B. P. REARDON
This book is signed and inscribed by the author to August Fruge. This book is from the estate of August Fruge, in which you will find more information toward the bottom of this auction.
About the Author: B. P. Reardon is Professor of Classics at the University of California, Irvine. He is editor of Collected Ancient Greek Novels (California).
About the Book: In the early Roman Empire a new literary genre began to flourish, mainly in the Greek world: prose fiction, or romance. Broadly defined as a love story that offers adventure and a romantic vision of life, this form of literature emerged long after the other genres and until recently, seemed hardly worthy of critical attention. Here B. P. Reardon addresses the growing interest in ancient fiction by providing a literary and cultural framework in which to understand Greek romance, and by demonstrating its importance as an artistic and social phenomenon.
Begining with a discussion of Chariton's Chaereas and Callirhoe. Reardon sets out the generic characteristics of the romance. He then moves through a wide range of works, including those of Longus and Heliodorus, and reveals their sophistication in terms of social observation, technique within a convention, and the stance adopted by the authors towards their own creations. Although antiquity left behind little discussion of the genre, Reardon shows how romance can be assessed within its time period by considering the practice of narrative in other Greek literture and the concept of fiction in antiquity.
"Reardon provides an illuminating perspective from which to make sense of this genre, to rethink its place in the critical and literary theoretical map of Greek literature. Given the central diffculty of such a topic - the near-total neglect of the genre by ancient critics - the book is remarkably successful, both in recontruction how critics and writers might have understood it and in explaining why they failed to articulate their views. Written in a clear, non-technical style, this study should prove extremely useful to scholars and students of literature in general.
Publisher: PRINCETON UNIVERSITY PRESS
Princeton, New Jersey
By Princeton University Press
First Printing by the number line 1 3 5 7 9 10 8 6 4 2
There is no price on the dust jacket and has not had a price on it.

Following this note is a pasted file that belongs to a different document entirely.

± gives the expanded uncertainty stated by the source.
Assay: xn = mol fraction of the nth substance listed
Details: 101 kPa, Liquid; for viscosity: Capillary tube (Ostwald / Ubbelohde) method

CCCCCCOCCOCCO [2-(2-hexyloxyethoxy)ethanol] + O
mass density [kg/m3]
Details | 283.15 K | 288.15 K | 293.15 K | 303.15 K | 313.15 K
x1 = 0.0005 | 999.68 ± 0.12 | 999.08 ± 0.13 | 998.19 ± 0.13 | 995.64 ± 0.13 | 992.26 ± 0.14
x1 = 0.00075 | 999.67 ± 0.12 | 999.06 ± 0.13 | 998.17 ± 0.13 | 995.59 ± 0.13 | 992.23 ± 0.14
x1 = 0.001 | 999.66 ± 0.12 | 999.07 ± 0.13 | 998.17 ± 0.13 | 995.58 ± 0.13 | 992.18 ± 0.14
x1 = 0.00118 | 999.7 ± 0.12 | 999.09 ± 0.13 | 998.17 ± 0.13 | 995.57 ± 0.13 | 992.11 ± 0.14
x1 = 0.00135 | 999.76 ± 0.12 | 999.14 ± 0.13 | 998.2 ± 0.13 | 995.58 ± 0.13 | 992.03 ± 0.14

Stats and Measurments: Hardbound with the dust jacket. Beige / Tan cloth covered boards with the title, author, and publisher in gold, with the title in a brown block on the spine. 9 1/2" x a little under 6 1/2" and consisting of 194 pages to include the index.
Good. There are no tears and no handwritting in the book other than where the author inscribed the book to August Fruge. The cover has minor wear and sun fading to the spine. It has protected the cover which is in good condition. The pages are all secure in the binding.
A nice book for a collector or reader of Greek literature. This would also make a nice gift.
This would also make a nice addition to any library.
The previous owner of the book August Fruge was often called "the Alfred Knopf of university press publishing," August Frugé died in Twentynine Palms, California, on July 6 after a series of strokes. He was 94 years old. Considered one of the great publishers of the twentieth century, Frugé devoted his life to books, publishing, classical history, scholarship, and the environment.
I bought this at the same sale to show provenance.
After graduation from Stanford he earned his Master's Degree at the University of California, Berkeley, Library School and worked at the California State Library, Sacramento. In 1944 he was lured away by Samuel Farquhar, then director of the University of California Press in Berkeley, as assistant director and sales manager. Upon Farquhar's sudden death in 1951, Frugé was appointed to succeed him. Thus began an extraordinary growth of the University of California Press from a small, monograph-oriented press to a world-class scholarly publisher of numerous works, many of them best sellers, averaging some 200 titles annually.
He had few illusions about publishing as a noble calling. He often quoted Mark Twain's description of a publisher: "A tall, lean, skinny, yellow, toothless, baldheaded, rat-eyed professional liar and scoundrel." In fact, the Press has published and continues to publish the complete works, letters, and papers of Mark Twain—another monumental scholarly publishing project established during Frugé's tenure.
He is a member of the Publishing Hall of Fame and past-President of the Association of American University Presses. He served for years on the Board of Directors of the Sierra Club and was a key player in the publishing struggles during David Brower's stormy administration. Brower had entered publishing at the University of California Press so his relationship with Frugé was a lengthy one and, in the end, friendly. He was also a Fellow (along with his late wife Susan) and past-President of the California Native Plant Society (CNPS). His reorganization of the CNPS transformed the organization into one of California's leading environmental organizations and set the standard for other native plant organizations around the country.
All books are well packed and shipped in new boxes. The cost of shipping includes, Media shipping, Postal Delivery Confirmation, a brand new box, and the plastic bags, along with the cushing that the book is secured in before packing.
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